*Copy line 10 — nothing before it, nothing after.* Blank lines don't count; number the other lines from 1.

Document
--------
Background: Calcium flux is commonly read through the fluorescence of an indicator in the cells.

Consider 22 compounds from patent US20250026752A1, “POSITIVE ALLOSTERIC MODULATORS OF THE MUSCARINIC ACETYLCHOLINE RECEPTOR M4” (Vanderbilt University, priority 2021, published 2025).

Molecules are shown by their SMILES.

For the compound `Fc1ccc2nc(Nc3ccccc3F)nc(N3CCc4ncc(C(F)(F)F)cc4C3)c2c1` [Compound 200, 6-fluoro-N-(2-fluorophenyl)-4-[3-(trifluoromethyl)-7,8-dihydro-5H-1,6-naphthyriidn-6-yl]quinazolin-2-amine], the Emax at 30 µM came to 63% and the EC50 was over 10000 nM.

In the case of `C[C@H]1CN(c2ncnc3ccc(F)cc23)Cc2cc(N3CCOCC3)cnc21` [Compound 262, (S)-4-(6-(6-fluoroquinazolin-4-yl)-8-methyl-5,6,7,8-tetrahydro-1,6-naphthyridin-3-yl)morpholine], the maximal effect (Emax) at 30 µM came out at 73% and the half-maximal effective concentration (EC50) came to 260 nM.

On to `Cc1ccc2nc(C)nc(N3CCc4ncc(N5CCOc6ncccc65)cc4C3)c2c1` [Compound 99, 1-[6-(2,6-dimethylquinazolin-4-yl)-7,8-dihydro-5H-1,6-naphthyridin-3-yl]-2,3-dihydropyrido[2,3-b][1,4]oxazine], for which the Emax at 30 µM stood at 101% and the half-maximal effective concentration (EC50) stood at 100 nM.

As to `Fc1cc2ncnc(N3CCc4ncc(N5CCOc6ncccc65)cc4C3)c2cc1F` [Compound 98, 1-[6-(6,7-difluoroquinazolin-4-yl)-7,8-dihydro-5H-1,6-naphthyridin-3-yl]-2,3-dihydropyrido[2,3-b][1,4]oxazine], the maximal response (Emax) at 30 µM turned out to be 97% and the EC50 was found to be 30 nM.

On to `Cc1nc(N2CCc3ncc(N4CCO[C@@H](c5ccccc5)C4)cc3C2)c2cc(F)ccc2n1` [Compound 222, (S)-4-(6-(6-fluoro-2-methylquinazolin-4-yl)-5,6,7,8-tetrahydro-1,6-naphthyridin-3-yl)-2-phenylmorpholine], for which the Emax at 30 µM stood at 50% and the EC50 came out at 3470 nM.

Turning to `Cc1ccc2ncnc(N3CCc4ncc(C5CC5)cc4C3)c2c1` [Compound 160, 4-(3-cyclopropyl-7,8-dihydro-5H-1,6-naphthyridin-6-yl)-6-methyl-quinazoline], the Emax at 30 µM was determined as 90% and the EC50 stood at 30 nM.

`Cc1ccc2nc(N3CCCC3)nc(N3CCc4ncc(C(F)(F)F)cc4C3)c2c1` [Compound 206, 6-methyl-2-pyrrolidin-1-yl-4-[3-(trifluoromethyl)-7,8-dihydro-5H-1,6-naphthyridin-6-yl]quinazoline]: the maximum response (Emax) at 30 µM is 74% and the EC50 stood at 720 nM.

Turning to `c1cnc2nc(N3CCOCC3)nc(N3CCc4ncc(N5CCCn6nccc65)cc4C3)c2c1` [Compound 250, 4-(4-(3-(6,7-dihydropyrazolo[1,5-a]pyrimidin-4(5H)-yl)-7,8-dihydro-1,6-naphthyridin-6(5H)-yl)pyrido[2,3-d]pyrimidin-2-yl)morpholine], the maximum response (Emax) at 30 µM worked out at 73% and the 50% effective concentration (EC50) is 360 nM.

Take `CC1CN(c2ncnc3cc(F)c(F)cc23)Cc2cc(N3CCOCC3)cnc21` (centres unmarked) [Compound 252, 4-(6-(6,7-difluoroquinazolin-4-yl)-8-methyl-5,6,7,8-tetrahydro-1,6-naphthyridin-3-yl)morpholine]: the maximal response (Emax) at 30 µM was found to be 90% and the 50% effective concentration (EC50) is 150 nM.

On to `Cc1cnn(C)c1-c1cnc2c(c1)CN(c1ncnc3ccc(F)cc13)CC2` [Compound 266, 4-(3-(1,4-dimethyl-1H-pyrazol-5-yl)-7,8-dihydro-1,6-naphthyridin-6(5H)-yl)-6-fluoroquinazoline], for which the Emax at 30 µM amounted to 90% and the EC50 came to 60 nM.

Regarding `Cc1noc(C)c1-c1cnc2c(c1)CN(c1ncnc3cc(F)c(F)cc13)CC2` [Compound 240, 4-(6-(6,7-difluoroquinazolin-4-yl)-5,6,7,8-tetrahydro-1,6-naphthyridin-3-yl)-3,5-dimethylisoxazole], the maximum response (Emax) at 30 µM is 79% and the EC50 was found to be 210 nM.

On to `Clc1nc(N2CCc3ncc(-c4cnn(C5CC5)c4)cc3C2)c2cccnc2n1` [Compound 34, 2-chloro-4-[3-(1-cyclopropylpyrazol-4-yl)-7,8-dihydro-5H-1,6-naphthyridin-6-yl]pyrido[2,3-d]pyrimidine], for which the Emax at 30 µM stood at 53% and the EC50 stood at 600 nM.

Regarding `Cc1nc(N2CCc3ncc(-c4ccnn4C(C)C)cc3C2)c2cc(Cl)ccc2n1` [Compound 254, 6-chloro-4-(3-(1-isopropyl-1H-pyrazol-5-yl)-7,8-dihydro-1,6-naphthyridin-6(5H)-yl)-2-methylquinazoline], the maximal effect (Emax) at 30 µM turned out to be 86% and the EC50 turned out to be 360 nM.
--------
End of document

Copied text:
`Cc1ccc2nc(N3CCCC3)nc(N3CCc4ncc(C(F)(F)F)cc4C3)c2c1` [Compound 206, 6-methyl-2-pyrrolidin-1-yl-4-[3-(trifluoromethyl)-7,8-dihydro-5H-1,6-naphthyridin-6-yl]quinazoline]: the maximum response (Emax) at 30 µM is 74% and the EC50 stood at 720 nM.